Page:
History being made every day
Donald J. Trump is the President. Publix is coming to town and the chocolate melted on my Moon Pie.
The order of significance of those events in my life, I’m not sure.
The world has known for months that, the Good Lord willing and the creek don’t rise, “The Donald” would be The President. The advent of the coming of Publix has been a certainty, even longer. Only the melting chocolate was unexpected.
“The Donald” has his work cut out for him, as my granny would say, and add that the world is going to hell in a handbasket. To that, I would say amen and amen.
Back in October, I was in historic Jonesborough, Tennessee for the annual National Storytelling Festival, which will celebrate 45 years in 2017. Ironically, “The Donald” took the Oath of Office as the 45th President of the United States of America in 2017. One has nothing to do with the other, other than it’s just interesting.
Back to Jonesborough, I was taking a short cut from one storytelling concert tent to the other, and was pleased to see a huge sign that read, “Donald Davis for President.”
That “Donald” is the premier storyteller in today’s world.
The New York Times reported that Donald Davis’ stories often leave listeners limp with laughter at the same time they struggle with a lump in the throat.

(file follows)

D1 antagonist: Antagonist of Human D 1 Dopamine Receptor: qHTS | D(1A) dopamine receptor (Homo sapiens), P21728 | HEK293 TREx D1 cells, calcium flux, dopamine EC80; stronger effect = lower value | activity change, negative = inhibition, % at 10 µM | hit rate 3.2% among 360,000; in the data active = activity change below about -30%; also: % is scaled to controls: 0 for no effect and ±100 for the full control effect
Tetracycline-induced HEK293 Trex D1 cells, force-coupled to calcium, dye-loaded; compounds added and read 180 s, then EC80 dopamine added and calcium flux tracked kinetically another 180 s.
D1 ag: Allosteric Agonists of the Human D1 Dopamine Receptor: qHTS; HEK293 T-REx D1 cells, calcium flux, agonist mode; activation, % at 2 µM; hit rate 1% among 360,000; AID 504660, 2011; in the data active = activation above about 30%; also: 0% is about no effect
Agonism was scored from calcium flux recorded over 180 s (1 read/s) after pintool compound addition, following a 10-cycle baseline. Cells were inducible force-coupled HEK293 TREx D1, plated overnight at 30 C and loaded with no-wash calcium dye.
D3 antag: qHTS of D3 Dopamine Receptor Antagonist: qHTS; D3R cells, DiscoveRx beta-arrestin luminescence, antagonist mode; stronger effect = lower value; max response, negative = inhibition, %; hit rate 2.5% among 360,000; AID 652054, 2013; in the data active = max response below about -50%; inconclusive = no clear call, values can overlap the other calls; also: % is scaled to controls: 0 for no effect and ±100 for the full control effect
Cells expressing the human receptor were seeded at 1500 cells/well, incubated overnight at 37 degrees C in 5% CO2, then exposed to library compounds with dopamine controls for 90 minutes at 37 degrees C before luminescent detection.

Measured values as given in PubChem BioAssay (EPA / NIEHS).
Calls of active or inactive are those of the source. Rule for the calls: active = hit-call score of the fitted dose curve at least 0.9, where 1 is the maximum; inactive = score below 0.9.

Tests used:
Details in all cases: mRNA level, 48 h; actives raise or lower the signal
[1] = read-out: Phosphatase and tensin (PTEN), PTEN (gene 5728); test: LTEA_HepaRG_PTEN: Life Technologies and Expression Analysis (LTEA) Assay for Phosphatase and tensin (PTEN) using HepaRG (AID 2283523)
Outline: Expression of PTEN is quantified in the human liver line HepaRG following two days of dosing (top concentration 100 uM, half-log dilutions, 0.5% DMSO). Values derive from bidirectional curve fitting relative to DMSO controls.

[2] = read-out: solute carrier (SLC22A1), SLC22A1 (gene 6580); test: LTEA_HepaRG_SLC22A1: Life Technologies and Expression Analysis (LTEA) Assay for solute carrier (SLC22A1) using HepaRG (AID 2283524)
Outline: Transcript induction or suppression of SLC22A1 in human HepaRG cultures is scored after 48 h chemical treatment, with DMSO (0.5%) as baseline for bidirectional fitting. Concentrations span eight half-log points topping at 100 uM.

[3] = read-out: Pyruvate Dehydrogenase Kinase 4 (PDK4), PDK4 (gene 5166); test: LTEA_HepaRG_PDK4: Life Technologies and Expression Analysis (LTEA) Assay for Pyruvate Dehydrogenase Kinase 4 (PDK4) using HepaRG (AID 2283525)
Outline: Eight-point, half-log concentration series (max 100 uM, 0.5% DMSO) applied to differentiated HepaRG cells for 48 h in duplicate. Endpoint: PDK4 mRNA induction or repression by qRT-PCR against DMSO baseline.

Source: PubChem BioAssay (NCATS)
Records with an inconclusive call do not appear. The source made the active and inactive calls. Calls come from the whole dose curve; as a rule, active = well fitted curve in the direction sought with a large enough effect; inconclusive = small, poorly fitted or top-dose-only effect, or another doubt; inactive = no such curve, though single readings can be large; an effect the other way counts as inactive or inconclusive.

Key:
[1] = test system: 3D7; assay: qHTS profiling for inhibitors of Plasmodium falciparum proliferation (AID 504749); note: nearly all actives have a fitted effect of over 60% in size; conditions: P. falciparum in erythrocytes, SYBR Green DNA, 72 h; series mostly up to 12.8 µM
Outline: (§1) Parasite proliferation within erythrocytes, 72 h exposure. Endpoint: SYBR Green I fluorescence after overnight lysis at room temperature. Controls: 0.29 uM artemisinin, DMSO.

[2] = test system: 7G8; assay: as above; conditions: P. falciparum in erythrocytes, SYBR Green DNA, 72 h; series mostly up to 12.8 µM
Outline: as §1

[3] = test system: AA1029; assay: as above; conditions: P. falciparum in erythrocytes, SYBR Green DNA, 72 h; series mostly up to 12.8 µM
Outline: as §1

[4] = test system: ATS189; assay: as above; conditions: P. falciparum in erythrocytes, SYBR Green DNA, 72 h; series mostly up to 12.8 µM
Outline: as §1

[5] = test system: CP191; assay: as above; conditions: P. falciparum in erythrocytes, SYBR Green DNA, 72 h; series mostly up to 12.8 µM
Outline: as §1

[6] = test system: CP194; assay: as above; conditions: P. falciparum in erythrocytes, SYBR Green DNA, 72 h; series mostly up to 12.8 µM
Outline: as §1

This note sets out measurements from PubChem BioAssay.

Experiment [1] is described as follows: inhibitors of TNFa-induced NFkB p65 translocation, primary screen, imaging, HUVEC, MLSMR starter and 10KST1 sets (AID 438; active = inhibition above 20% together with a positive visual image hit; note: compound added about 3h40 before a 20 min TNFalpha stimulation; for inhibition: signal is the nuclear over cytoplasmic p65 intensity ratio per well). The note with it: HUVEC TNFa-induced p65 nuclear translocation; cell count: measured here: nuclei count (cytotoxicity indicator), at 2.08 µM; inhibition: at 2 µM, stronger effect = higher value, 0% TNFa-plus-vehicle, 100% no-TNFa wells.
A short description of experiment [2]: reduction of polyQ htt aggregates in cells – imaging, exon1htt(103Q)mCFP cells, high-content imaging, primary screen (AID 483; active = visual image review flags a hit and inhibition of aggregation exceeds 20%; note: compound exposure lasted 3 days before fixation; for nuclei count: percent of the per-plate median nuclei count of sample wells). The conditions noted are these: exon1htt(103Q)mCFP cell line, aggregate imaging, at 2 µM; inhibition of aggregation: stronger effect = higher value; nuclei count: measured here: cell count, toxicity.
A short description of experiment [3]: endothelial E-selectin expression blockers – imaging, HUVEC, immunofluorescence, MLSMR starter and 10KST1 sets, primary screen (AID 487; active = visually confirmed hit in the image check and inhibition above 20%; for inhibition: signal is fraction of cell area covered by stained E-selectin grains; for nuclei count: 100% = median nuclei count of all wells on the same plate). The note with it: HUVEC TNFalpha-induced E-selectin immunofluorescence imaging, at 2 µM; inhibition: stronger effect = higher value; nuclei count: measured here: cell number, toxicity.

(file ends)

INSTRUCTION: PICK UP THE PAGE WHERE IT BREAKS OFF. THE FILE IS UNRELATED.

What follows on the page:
I thought back to the first time I heard “The Donald” on stage. It was on a cold and rainy day in J’boro 15 years and more ago. Already 1,500 people packed the tent to hear the master storyteller. People were standing four-deep around the tent, sheltered by rain hoods, umbrellas or anything else that would shed water.
My first thought was that nobody or nothing is worth this. But that thought never got down as far as my feet. For the next hour, I stood mesmerized by “The Donald” and something as simple as a story.
I have a plaque with a little pig-tailed girl hanging by her feet from the limb of a tree. It reads: Remember how simple life used to be?”
Life used to be simple – as simple as hanging from a tree or hearing a story well told.
Today, life is not simple. It’s complicated. It’s chaotic.
The simple things of life seem to be passing us by.
If we could all just stop for a minute and, as the old adage says, stop and smell the roses instead of throwing rocks and temper tantrums every time things don’t go our way. If we would just sit down and listen to a story or savor a moment spent with those we care about instead of yelling mean and hateful words and spitting hate and distrust. Then it wouldn’t matter if Donald Trump is the President or Publix is coming to town. It would only matter that the chocolate melted on my Moon Pie.
Jaine Treadwell is features editor of The Messenger. Email her at email@example.com